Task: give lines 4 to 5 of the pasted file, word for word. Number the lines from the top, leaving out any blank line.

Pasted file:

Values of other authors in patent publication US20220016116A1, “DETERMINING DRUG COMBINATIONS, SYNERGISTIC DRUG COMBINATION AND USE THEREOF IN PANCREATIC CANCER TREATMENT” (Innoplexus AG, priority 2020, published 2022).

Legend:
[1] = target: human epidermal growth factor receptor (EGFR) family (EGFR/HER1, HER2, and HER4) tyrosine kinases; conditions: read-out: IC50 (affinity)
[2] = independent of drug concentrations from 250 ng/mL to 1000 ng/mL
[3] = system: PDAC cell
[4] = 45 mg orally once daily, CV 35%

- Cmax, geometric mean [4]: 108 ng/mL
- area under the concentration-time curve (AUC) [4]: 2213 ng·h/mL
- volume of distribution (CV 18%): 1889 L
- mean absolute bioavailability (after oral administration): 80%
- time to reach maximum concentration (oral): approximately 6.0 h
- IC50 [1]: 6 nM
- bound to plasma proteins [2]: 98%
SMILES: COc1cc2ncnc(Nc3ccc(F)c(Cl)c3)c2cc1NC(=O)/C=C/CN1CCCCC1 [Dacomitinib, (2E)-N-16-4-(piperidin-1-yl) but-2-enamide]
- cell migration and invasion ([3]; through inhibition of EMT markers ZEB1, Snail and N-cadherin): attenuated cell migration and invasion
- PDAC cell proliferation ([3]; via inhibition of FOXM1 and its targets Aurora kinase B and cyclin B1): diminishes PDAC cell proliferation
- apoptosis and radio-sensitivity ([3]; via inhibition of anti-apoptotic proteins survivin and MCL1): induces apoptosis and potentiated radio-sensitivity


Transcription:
[2] = independent of drug concentrations from 250 ng/mL to 1000 ng/mL
[3] = system: PDAC cell